General Motors’ CEO Mary Barra’s recent take-no-prisoners approach to vehicle recalls might start spreading if a new Senate bill becomes law.
U.S. Sen. Claire McCaskill, one of the staunchest critics of how General Motors handled its massive ignition switch recall, introduced a bill called the Motor Vehicle Highway Safety Enhancement Ac on Friday that could mean automobile executives found responsible for delaying recalls facing life in prison if the defects are linked to deaths. A summary of the bill, which seeks to improve vehicle and road safety, from McCaskill’s office points to the U.S. Justice Department’s record criminal settlement. In that case, the settlement was for violations to the Wire Act and not for ignoring auto safety laws. According to the summary, federal prosecutors have never used the current criminal penalty provisions.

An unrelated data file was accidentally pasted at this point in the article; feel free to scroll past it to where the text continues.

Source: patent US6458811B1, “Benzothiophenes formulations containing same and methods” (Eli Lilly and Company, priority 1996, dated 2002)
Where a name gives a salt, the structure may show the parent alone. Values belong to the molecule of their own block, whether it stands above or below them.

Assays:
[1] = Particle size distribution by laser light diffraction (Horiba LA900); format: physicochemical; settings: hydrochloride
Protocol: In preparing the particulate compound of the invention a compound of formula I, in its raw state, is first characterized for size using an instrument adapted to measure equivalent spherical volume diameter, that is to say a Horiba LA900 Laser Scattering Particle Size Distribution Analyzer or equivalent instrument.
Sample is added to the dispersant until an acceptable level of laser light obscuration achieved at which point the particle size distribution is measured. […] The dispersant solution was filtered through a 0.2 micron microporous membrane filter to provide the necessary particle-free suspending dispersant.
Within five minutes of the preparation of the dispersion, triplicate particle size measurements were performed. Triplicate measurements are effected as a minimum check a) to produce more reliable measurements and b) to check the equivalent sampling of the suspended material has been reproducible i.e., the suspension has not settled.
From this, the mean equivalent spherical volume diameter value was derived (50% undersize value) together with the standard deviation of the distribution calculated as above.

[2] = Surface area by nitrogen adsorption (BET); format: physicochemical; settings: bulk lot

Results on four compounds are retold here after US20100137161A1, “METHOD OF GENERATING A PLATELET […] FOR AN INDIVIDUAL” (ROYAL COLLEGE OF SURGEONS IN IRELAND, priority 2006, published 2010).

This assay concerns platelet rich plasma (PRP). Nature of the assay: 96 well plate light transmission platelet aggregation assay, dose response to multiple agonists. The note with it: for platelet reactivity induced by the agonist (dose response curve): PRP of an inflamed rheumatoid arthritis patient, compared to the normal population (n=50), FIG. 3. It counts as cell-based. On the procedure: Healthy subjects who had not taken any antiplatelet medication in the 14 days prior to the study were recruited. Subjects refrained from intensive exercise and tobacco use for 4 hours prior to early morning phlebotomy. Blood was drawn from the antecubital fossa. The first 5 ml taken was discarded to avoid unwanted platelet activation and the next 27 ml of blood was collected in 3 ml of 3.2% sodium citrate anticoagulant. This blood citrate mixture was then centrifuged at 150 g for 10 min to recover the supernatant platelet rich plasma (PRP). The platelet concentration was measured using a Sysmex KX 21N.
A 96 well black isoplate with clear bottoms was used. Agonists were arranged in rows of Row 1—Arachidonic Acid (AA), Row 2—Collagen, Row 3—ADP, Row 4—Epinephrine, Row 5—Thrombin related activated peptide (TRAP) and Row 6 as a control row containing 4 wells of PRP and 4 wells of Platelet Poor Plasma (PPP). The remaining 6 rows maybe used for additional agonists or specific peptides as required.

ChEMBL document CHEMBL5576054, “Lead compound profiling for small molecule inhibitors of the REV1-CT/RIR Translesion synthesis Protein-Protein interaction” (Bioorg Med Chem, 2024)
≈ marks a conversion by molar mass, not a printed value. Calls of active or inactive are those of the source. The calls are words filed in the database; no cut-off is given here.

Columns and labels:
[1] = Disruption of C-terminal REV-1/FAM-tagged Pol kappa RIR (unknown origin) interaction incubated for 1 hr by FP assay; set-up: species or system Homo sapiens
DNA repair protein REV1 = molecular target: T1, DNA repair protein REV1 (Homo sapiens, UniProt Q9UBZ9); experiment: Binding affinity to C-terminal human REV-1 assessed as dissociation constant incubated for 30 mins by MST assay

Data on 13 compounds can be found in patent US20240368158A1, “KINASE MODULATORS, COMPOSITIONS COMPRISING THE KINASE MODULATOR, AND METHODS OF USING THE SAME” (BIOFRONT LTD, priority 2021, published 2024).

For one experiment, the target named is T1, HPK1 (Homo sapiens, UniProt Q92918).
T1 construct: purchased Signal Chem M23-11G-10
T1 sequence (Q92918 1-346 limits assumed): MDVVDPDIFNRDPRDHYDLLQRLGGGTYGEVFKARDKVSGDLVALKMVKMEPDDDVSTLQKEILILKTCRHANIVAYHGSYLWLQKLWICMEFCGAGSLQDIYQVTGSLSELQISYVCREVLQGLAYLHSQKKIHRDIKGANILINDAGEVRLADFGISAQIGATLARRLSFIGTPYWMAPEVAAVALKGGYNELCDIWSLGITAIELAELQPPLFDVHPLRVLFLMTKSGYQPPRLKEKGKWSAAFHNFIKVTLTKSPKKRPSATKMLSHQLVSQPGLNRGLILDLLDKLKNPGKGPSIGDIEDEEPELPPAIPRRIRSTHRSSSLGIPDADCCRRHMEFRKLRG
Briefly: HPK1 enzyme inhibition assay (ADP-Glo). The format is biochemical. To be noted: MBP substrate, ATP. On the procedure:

Among other things, the bill McCaskill is backing would give federal prosecutors more power to level criminal charges at auto executives along with increasing the possible penalties to include life sentences.
General Motors is still in the midst of executing an unprecedented number of recalls. Currently, the Detroit automaker reports having recalled over 28.7 million vehicles worldwide in 2014. The company officially linked 13 deaths to the faulty ignition switches.
[Source: Automotive News]